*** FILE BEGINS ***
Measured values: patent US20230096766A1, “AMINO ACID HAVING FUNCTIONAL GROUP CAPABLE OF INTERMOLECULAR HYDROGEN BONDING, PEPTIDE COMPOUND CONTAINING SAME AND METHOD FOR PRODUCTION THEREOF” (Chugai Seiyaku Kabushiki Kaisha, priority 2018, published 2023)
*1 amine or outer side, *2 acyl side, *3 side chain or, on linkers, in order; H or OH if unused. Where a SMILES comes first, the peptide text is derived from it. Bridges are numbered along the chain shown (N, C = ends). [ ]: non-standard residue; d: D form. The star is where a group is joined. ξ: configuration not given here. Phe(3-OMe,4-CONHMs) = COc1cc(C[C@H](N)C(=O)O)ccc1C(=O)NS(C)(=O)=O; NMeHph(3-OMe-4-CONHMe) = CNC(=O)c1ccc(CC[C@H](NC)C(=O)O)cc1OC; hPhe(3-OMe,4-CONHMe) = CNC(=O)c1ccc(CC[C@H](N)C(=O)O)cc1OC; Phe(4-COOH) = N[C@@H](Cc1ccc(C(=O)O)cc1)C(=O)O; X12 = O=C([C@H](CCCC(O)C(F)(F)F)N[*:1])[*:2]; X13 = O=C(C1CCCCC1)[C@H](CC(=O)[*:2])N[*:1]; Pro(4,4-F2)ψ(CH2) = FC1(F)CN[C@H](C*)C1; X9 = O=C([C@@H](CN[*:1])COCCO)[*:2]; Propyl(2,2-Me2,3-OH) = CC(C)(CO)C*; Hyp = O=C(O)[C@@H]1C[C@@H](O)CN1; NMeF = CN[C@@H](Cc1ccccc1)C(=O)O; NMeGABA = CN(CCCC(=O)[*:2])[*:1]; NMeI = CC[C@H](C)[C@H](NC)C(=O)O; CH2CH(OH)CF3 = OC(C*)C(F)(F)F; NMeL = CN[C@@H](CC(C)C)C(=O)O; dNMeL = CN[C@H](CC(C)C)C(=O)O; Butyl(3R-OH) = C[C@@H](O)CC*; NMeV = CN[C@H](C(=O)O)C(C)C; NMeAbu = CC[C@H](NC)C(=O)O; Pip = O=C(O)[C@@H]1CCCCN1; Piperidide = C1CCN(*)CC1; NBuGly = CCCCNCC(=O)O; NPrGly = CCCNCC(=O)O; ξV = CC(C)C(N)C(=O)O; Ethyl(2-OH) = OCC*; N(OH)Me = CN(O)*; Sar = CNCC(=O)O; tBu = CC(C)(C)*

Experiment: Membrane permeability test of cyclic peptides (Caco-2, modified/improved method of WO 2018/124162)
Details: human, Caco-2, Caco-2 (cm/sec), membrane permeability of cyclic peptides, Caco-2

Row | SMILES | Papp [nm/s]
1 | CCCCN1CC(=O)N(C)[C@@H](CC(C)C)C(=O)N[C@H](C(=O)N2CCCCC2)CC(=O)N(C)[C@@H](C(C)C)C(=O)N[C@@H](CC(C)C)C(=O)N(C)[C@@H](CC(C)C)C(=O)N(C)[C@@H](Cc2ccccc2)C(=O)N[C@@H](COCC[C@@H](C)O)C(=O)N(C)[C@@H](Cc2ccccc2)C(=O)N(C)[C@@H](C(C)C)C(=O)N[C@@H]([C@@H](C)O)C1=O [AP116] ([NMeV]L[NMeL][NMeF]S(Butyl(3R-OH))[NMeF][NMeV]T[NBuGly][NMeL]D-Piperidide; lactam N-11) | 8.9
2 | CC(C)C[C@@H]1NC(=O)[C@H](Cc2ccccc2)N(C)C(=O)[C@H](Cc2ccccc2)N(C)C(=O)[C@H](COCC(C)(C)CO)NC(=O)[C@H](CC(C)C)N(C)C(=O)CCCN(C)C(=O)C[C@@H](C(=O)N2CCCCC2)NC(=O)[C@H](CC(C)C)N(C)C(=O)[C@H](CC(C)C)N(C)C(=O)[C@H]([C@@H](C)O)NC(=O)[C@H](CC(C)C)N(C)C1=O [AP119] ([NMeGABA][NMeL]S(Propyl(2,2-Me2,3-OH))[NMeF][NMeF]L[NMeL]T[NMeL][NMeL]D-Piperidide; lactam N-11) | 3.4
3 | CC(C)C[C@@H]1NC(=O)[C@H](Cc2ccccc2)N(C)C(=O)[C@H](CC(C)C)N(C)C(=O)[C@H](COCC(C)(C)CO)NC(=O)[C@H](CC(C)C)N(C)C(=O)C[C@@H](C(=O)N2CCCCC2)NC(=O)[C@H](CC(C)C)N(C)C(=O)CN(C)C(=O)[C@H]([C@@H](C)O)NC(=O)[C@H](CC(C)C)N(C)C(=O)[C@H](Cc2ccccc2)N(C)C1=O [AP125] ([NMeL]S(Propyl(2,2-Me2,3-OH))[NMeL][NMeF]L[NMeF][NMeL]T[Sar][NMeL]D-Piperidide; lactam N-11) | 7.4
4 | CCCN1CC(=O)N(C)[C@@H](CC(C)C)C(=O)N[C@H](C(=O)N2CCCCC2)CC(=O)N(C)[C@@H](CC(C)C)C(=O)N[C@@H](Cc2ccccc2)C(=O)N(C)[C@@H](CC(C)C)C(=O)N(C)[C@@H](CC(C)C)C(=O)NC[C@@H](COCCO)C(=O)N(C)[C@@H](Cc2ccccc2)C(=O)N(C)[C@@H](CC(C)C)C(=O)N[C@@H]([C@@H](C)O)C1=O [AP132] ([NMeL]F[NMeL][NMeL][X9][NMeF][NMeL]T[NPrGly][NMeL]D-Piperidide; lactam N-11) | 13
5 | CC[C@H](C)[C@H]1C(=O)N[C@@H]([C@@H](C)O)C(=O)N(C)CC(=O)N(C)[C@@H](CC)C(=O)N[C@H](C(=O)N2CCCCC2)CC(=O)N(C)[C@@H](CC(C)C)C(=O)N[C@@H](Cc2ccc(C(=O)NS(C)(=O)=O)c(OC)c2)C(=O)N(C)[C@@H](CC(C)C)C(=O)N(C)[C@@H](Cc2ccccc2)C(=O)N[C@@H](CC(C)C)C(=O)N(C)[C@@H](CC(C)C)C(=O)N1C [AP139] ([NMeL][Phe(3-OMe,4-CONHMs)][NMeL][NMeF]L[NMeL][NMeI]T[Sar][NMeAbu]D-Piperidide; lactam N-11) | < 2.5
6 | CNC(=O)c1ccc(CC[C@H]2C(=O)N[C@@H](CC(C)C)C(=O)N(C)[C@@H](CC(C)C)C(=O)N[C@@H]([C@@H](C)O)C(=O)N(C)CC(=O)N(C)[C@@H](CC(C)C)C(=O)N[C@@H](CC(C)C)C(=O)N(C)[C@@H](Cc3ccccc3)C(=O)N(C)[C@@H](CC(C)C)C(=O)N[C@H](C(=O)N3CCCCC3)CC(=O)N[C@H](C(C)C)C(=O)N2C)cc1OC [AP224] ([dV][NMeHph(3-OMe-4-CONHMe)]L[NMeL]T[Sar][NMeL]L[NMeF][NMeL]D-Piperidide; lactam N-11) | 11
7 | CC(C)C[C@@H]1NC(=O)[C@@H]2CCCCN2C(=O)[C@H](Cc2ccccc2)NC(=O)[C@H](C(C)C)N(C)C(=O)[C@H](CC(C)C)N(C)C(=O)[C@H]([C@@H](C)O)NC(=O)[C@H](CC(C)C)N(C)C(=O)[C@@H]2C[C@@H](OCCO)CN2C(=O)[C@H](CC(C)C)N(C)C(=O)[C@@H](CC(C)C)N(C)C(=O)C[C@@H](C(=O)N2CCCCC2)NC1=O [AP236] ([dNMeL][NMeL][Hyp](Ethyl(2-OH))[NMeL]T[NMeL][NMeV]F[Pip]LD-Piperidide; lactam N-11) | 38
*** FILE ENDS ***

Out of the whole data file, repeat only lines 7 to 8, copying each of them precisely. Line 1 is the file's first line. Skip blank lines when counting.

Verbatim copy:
2 | CC(C)C[C@@H]1NC(=O)[C@H](Cc2ccccc2)N(C)C(=O)[C@H](Cc2ccccc2)N(C)C(=O)[C@H](COCC(C)(C)CO)NC(=O)[C@H](CC(C)C)N(C)C(=O)CCCN(C)C(=O)C[C@@H](C(=O)N2CCCCC2)NC(=O)[C@H](CC(C)C)N(C)C(=O)[C@H](CC(C)C)N(C)C(=O)[C@H]([C@@H](C)O)NC(=O)[C@H](CC(C)C)N(C)C1=O [AP119] ([NMeGABA][NMeL]S(Propyl(2,2-Me2,3-OH))[NMeF][NMeF]L[NMeL]T[NMeL][NMeL]D-Piperidide; lactam N-11) | 3.4
3 | CC(C)C[C@@H]1NC(=O)[C@H](Cc2ccccc2)N(C)C(=O)[C@H](CC(C)C)N(C)C(=O)[C@H](COCC(C)(C)CO)NC(=O)[C@H](CC(C)C)N(C)C(=O)C[C@@H](C(=O)N2CCCCC2)NC(=O)[C@H](CC(C)C)N(C)C(=O)CN(C)C(=O)[C@H]([C@@H](C)O)NC(=O)[C@H](CC(C)C)N(C)C(=O)[C@H](Cc2ccccc2)N(C)C1=O [AP125] ([NMeL]S(Propyl(2,2-Me2,3-OH))[NMeL][NMeF]L[NMeF][NMeL]T[Sar][NMeL]D-Piperidide; lactam N-11) | 7.4